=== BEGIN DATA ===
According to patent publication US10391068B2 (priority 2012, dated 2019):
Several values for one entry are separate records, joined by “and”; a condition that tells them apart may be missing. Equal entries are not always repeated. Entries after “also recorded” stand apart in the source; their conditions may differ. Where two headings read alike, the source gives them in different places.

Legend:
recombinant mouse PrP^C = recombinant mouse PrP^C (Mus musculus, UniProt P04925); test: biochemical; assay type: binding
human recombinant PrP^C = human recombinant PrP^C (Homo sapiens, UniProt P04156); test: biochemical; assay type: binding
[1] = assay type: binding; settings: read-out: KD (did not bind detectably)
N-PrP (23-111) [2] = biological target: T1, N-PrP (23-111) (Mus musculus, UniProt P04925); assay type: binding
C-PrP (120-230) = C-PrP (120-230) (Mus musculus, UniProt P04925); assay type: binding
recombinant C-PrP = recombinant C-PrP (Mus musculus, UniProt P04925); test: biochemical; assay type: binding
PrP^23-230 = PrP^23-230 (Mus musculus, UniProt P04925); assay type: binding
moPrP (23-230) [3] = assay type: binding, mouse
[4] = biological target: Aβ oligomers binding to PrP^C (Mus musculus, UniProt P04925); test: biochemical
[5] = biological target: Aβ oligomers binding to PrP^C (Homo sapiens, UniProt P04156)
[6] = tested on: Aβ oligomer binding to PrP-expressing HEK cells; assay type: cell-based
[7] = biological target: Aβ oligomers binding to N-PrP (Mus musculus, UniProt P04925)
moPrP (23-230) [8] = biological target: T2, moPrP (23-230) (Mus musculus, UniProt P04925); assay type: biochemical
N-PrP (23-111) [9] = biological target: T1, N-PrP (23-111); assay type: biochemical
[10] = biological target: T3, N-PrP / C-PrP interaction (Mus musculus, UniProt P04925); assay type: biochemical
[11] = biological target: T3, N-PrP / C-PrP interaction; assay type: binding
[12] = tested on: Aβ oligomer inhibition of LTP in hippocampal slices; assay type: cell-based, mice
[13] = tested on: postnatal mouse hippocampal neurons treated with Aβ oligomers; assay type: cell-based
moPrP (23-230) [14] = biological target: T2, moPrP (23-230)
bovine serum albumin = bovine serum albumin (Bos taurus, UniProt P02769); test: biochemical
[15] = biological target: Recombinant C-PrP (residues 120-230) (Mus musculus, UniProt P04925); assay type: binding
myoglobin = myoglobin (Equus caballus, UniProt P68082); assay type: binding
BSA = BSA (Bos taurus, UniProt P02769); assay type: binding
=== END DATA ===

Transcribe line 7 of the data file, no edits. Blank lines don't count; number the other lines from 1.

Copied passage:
N-PrP (23-111) [2] = biological target: T1, N-PrP (23-111) (Mus musculus, UniProt P04925); assay type: binding